Wednesday, June 27, 2012

Minimalizing to Live Maximumly

I love minimalizing.

It started when I was a child. Every year when we changed our winter and summer clothes, we would try on all the clothes about to fill our dressers and closets. We made sure we liked the styles still and that the clothes still fit. Clothes that did not meet these criteria would be passed on to the next oldest girl cousin.

When I came to college, I learned that I had a love for thrift shopping (i.e. thrifting). But when I started regularly thrifting, I began to use an item in-item out policy. If I wanted a new book, when I got home, I'd set aside one to donate. If I wanted a new clothing article, one would be leaving the house within days.

Just after a year of marriage with my husband, we moved to our second apartment. And we had a lot of stuff to move. We settled into a bigger apartment and our stuff filled up the spaces quickly.

Our campus ministry's annual yard sale was coming up and I started to read a book on minimalizing (Miss Minimalist). As I looked through our home, I saw extra things, needless things, cluttering things. We had a bigger place, but no extra room. We had a closet full of stuff at my parents house and a converted (it's Baptist now) coal room at his parents full of stuff. The minimalizing began.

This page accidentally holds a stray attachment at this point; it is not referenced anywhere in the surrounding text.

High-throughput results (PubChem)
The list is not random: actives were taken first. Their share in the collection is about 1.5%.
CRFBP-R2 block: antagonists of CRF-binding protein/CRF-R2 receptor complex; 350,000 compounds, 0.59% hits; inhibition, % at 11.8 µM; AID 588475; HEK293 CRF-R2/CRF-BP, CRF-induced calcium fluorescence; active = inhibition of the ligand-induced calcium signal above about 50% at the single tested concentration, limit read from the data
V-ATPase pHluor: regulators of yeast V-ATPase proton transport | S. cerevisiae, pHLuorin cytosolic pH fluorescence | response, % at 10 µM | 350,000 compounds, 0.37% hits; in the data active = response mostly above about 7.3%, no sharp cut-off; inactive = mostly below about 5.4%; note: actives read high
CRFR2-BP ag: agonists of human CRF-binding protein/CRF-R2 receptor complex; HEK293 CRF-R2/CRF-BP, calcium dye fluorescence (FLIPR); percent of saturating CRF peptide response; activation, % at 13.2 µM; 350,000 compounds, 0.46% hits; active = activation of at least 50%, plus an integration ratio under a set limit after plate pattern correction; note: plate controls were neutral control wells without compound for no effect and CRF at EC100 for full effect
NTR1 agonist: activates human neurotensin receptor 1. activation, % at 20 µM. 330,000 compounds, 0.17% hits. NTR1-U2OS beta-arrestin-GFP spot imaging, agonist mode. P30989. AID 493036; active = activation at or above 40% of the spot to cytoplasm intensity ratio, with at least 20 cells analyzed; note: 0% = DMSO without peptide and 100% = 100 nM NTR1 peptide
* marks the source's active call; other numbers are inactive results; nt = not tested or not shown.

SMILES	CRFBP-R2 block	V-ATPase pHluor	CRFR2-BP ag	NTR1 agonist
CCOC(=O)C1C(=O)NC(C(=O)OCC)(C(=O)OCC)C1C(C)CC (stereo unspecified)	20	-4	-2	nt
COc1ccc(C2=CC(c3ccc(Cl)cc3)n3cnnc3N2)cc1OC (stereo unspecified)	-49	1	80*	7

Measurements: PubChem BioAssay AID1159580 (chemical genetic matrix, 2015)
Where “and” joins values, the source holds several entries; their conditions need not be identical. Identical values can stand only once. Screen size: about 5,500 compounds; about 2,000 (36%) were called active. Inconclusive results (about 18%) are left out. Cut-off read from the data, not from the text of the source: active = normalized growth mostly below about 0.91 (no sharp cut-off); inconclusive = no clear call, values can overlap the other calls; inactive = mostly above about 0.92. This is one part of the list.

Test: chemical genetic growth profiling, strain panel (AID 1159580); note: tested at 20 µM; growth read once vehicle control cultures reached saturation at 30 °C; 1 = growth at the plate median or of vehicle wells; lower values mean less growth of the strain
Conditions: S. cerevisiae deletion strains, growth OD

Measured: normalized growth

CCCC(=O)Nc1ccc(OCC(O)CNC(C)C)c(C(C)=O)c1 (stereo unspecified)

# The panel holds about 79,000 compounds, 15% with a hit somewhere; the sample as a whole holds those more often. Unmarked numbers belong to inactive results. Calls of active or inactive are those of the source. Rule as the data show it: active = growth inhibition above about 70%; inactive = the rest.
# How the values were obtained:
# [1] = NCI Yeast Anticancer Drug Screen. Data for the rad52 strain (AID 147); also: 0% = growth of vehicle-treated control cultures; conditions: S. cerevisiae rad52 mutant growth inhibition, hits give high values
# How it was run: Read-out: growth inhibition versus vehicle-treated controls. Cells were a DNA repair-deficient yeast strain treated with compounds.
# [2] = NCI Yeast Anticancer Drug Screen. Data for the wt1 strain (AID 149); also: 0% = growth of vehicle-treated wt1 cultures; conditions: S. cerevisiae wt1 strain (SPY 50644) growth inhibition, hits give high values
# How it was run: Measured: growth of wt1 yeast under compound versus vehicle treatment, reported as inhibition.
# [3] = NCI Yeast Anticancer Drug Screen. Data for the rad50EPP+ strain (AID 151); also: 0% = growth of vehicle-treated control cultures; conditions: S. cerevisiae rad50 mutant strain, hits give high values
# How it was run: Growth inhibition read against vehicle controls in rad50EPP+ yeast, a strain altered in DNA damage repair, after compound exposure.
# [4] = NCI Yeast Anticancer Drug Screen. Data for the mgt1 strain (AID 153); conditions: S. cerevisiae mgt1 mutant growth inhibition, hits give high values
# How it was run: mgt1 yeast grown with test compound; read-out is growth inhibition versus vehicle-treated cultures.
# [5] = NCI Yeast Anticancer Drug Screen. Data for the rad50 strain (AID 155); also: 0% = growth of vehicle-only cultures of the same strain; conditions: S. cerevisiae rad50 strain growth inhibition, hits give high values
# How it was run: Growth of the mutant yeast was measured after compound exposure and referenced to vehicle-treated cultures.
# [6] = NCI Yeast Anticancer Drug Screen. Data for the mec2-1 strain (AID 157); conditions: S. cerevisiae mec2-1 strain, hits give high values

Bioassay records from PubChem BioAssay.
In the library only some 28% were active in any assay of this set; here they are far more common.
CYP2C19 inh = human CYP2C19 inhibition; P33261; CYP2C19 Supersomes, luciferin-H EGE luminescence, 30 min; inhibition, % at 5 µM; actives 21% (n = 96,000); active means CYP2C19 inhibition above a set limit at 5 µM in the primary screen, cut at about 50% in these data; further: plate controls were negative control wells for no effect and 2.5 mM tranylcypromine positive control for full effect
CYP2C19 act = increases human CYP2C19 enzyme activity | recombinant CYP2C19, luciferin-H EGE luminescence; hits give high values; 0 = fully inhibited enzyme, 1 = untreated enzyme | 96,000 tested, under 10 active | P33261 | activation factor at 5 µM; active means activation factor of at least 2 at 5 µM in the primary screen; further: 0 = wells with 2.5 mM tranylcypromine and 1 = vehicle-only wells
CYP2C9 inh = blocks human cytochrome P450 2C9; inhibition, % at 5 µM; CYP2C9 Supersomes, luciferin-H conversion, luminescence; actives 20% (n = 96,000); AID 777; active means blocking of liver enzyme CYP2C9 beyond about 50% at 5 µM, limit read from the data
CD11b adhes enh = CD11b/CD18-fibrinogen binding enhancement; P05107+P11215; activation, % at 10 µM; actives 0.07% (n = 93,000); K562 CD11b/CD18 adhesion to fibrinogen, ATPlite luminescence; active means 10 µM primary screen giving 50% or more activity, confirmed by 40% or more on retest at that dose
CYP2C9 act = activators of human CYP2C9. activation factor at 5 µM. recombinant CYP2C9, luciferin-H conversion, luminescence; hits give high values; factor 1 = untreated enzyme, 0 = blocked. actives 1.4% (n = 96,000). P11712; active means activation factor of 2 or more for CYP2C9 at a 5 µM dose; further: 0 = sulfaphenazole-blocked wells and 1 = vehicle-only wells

I took at good hard look at the stuff that we have. I would take all the items out of an area and only put back the things that we wanted/needed/used. Two containers of bathroom products got converted to one. Overflowing bookshelves were able to hold all their contents. Crafts that the optimist in me got, only to realize that I didn't even like doing that craft, were removed from my craft area.

I had a three pile sorting system: keep it in the house, keep it in storage, or donate it. Room by room fell to my plan. As I sorted through each area, I noticed that they still looked full, but I had better access to things. I still had books, but they were my favorites. I still had silverware, but they all matched!!! We still have way too many blankets, but we have less now. :-)

So what are some benefits to minimalizing?
1. Less stuff to clean, wash, or deal with.
2. Someone else can use, enjoy, or treasure your stuff (if you donate it).
3. Potentially more money for you (if you sell it).
4. Less busy surfaces.
5. Not feeling bogged down by stuff.

How did I minimalize?
1. Select one small area of the house each day. (It might be one cabinet, one bookcase, one drawer).
2. Take everything out of that area and put back only what you want to go there.
3. Decide what you're doing with the stuff that doesn't go there.
4. Put away, store, or donate the stuff you don't want in that specific area of the house.
5. Repeat on other areas of the house.

My husband and I have used this system to de-clutter our lives. Our house is still full, but there is more room to do things and less things that we don't use. Our stuff has a place it goes and there's less stuff to put away. We have a very comfortable life and home, but by having less stuff, deciding on a game night, movie night, craft projects, clothes, and other decisions are made easier by not having so many options.

2 comments:

  1. Doesn't it feel good to down size and declutter?!
    Mom

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